And now they’ve lost out.  Real is an also-ran.  Destined to become orphaned.  (I like the analogy in the Guardian interview, “The Sun Microsystems of players…”)  And poor Ron is bitter about it.  Too bad.


Posted by ddw on May 11, 2006 at 5:37 PM (CDT)


I have 2100 songs on my iPod. Of those, I’d say about 500 are stolen. I talked to my friends about it and they all seemed to have a similar ratio.

Posted by Kurt on May 11, 2006 at 5:55 PM (CDT)


Never one to defend those bozoes down the street from me…

I don’t care HOW supposedly good Real Plaguer is these days; the past evils will never allow ANY of their software onto any of my ‘puters ever again, no matter how many page links are broken as a result. And its gratifying to hear from iPod users who do their music legit. But GBs of legally acquired songs aside, does anyone truly believe a music thief is going to post here and flaunt their activities?

Especially considering that iPods readily plays MP3 format files, Mr. Plaguer could conceivably be telling something that isn’t a all-out BitTorrent lie. But it STILL would be REAL nice if Mr. Plaguer left his ill-gotten, dot-boom, mega-$$$ ride strategically parked outside his building and one of the dump trucks being used for the building the sculpture park two blocks down ‘accidentally’ had its parking brake let loose.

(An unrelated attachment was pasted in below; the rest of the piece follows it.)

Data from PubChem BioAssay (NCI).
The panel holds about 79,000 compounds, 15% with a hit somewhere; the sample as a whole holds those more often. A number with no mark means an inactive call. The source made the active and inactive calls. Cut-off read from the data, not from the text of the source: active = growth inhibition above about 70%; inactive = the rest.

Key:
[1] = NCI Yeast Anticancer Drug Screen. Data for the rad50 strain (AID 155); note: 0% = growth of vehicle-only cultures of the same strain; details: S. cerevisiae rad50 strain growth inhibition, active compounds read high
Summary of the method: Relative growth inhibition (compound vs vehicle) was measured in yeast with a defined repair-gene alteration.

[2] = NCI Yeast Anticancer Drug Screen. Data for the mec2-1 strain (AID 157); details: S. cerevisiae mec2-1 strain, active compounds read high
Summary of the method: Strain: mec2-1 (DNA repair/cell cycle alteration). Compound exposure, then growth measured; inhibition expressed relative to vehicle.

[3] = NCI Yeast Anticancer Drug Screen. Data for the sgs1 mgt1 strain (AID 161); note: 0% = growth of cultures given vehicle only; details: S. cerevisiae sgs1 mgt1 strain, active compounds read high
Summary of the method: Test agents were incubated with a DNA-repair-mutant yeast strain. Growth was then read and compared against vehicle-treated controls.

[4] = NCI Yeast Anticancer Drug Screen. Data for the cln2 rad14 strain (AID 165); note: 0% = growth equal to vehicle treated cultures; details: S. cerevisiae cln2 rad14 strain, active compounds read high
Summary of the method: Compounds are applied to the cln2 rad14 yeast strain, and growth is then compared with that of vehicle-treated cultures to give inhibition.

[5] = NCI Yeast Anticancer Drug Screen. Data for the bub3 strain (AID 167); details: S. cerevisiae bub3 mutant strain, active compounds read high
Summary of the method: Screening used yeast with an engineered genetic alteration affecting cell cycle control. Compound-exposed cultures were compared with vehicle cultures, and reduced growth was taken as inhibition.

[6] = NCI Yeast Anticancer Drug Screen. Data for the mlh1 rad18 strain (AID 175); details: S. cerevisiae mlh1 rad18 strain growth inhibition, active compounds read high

Real whiner.

Posted by flatline response on May 11, 2006 at 6:09 PM (CDT)


86% of statistics are made up on the spot…

Posted by Sean on May 11, 2006 at 6:22 PM (CDT)


Maybe we need a Record Owners Association that fights for consumer rights?

There is no evidence whatsoever that copying music hurts music sales. In fact, evidence points in the other direction. When you hear more, you want more

Yeah, And how many artists are on the streets now begging for money?  I am tired of these whiny music execs/artists that complain about piracy and it affecting their bottom lines.  Shut up and put out a product people want to buy.  I have an over 3000 CD collection and what Mr. Glaser says is rather insulting.

Posted by Wayne on May 11, 2006 at 6:30 PM (CDT)


What an idiot.  He’s not including songs people legally rip from their own purchased CDs. 

I can believe that the average iTunes user has around 25 songs on their iPod, but that doesn’t mean the rest were illegally downloaded.